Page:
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Acute stroke care during the first phase of COVID-19 pandemic in Norway.

https://arctichealth.org/en/permalink/ahliterature310963
Source
Acta Neurol Scand. 2021 Apr; 143(4):349-354
Publication Type
Journal Article
Multicenter Study
Date
Apr-2021
Author
Espen Saxhaug Kristoffersen
Silje Holt Jahr
Kashif Waqar Faiz
Anette Margrethe Storstein
Bendik Slagsvold Winsvold
Else Charlotte Sandset
Author Affiliation
Department of Neurology, Akershus University Hospital, Lørenskog, Norway.
Source
Acta Neurol Scand. 2021 Apr; 143(4):349-354
Date
Apr-2021
Language
English
Publication Type
Journal Article
Multicenter Study
Keywords
COVID-19 - epidemiology - prevention & control
Communicable Disease Control - methods - trends
Follow-Up Studies
Hospitalization - trends
Humans
Norway - epidemiology
Pandemics - prevention & control
Stroke - epidemiology - therapy
Stroke Rehabilitation - methods - trends
Surveys and Questionnaires
Abstract
The aim of the present study was to investigate how the initial phase of the COVID-19 pandemic affected the hospital stroke management and research in Norway.
All neurological departments with a Stroke Unit in Norway (n = 17) were invited to participate in a questionnaire survey. The study focused on the first lockdown period, and all questions were thus answered in regard to the period between 12 March and 15 April 2020.
The responder rate was 94% (16/17). Eighty-one % (13/16) reported that the pandemic affected their department, and 63% (10/16) changed their stroke care pathways. The number of new acute admissions in terms of both strokes and stroke mimics decreased at all 16 departments. Fewer patients received thrombolysis and endovascular treatment, and multidisciplinary stroke rehabilitation services were less available. The mandatory 3 months of follow-up of stroke patients was postponed at 73% of the hospitals. All departments conducting stroke research reported a stop in ongoing projects.
In Norway, hospital-based stroke care and research were impacted during the initial phase of the COVID-19 pandemic, with likely repercussions for patient care and outcomes. In the future, stroke departments will require contingency plans in order to protect the entire stroke treatment chain.
PubMed ID
33421104 View in PubMed
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Adaptation of a Russian population to SARS-CoV-2: Asymptomatic course, comorbidities, mortality, and other respiratory viruses - A reply to Fear versus Data.

https://arctichealth.org/en/permalink/ahliterature305323
Source
Int J Antimicrob Agents. 2020 Oct; 56(4):106093
Publication Type
Journal Article
Multicenter Study
Date
Oct-2020
Author
Konstantin S Sharov
Author Affiliation
Koltzov Institute of Developmental Biology, Russian Academy of Sciences, Moscow, Russia. Electronic address: const.sharov@mail.ru.
Source
Int J Antimicrob Agents. 2020 Oct; 56(4):106093
Date
Oct-2020
Language
English
Publication Type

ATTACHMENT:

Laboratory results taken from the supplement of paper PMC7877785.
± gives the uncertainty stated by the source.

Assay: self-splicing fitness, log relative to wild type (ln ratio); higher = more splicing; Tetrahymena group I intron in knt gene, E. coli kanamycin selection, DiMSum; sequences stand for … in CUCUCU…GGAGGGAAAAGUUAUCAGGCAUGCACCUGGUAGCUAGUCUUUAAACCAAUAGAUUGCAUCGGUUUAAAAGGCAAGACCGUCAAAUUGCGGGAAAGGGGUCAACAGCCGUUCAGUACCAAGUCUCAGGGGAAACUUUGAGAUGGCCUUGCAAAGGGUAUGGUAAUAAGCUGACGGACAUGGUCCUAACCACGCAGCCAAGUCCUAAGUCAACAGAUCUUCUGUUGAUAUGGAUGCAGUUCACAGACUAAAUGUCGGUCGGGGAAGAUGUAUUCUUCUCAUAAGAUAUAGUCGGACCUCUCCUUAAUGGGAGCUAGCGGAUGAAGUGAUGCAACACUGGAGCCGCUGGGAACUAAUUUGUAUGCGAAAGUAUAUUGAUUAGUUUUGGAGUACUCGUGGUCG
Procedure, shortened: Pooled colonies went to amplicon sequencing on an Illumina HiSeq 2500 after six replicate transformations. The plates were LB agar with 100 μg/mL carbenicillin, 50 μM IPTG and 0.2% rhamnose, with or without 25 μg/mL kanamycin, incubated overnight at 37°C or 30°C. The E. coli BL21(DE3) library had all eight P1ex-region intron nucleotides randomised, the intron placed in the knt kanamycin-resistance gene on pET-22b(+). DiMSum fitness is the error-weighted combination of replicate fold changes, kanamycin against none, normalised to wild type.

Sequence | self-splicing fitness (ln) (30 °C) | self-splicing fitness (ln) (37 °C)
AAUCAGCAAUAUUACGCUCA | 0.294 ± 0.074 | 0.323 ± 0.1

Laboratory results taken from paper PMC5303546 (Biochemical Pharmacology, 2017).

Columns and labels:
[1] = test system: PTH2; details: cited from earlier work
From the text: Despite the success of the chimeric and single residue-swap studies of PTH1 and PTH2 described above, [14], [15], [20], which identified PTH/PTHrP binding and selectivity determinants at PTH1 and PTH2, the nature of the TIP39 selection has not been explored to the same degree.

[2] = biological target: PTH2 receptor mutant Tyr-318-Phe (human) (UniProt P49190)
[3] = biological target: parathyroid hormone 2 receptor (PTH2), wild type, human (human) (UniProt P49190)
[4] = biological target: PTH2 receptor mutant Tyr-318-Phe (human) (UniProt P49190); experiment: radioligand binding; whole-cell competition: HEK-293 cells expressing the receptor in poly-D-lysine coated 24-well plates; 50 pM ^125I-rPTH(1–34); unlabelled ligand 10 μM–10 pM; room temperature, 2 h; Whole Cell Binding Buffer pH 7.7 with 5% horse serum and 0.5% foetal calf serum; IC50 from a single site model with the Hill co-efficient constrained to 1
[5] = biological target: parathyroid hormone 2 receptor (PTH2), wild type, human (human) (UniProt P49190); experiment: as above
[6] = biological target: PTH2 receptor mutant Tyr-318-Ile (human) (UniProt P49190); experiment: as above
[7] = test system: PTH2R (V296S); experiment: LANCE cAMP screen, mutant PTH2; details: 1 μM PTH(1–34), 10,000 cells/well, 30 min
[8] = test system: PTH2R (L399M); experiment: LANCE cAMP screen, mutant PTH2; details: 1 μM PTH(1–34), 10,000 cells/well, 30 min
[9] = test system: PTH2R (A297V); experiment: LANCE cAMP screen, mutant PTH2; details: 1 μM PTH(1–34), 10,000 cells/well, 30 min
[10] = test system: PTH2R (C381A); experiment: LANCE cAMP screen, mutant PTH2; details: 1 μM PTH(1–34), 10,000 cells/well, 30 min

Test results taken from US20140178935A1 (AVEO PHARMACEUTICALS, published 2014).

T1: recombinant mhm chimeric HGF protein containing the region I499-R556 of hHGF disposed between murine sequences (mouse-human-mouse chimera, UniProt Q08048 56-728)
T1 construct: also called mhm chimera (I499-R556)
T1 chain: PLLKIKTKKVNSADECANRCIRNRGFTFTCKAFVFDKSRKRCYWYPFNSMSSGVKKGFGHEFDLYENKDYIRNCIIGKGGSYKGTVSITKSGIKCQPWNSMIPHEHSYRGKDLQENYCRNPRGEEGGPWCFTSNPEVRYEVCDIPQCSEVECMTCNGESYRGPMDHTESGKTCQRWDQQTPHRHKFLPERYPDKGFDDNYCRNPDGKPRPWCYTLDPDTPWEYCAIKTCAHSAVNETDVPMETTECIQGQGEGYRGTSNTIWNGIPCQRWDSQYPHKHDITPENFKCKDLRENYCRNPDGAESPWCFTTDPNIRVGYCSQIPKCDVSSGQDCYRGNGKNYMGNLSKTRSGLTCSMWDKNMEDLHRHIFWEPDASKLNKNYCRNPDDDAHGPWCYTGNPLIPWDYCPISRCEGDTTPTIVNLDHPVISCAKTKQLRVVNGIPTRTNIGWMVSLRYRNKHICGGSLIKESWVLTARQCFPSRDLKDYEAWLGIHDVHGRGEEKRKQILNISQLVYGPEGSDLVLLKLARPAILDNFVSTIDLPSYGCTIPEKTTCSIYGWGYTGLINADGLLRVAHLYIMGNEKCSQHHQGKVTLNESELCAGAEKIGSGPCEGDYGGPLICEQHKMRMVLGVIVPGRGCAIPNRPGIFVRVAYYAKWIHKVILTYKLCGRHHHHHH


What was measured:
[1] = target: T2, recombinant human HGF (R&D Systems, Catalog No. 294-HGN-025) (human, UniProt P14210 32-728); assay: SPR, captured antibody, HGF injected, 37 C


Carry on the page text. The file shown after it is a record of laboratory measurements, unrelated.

Journal Article
Multicenter Study
Keywords
Adolescent
Adult
Age Factors
Aged
Aged, 80 and over
Asymptomatic Diseases
Betacoronavirus - pathogenicity
COVID-19
Cardiovascular Diseases - diagnosis - epidemiology - mortality
Child
Child, Preschool
Comorbidity
Coronary Disease - diagnosis - epidemiology - mortality
Coronavirus Infections - diagnosis - epidemiology - mortality - transmission
Diabetes Mellitus - diagnosis - epidemiology - mortality
Fear - psychology
Female
Humans
Infant
Infant, Newborn
Male
Middle Aged
Obesity - diagnosis - epidemiology - mortality
Pandemics
Pneumonia, Viral - diagnosis - epidemiology - mortality - transmission
Respiratory Tract Infections - diagnosis - epidemiology - mortality - transmission
Retrospective Studies
Russia - epidemiology
SARS-CoV-2
Severity of Illness Index
Survival Analysis
Abstract
This study was conducted to assess the spread of SARS-CoV-2 in Russia and the adaptation of the population to the virus in March to June 2020. Two groups were investigated: 1) 12 082 individuals already proven positive for SARS-CoV-2 (clinical information was studied); 2) 7864+4458 individuals with suspected respiratory infections (polymerase chain reaction [PCR] tests and clinical information were studied). In the latter, SARS-CoV-2-positive individuals comprised 5.37% in March and 11.42% in June 2020. Several viral co-infections were observed for SARS-CoV-2. Rhinoviruses accounted for the largest proportion of co-infections (7.91% of samples were SARS-CoV-2-positive); followed by respiratory syncytial virus (7.03%); adenoviruses (4.84%); metapneumoviruses (3.29%); parainfluenza viruses (2.42%); enterovirus D68 (1.10%) and other viruses (entero-, echo-, parecho-) (
PubMed ID
32653618 View in PubMed
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Adaptation to SARS-CoV-2 under stress: Role of distorted information.

https://arctichealth.org/en/permalink/ahliterature305689
Source
Eur J Clin Invest. 2020 Sep; 50(9):e13294
Publication Type
Journal Article
Date
Sep-2020
Author
Konstantin S Sharov
Author Affiliation
Koltzov Institute of Developmental Biology, Russian Academy of Sciences, Moscow, Russia.
Source
Eur J Clin Invest. 2020 Sep; 50(9):e13294
Date
Sep-2020
Language
English
Publication Type
Journal Article
Keywords
Adaptation, Psychological
COVID-19
Coronavirus Infections - epidemiology - prevention & control
Female
Health Care Surveys - methods
Health Personnel - psychology
Humans
Information Dissemination
Male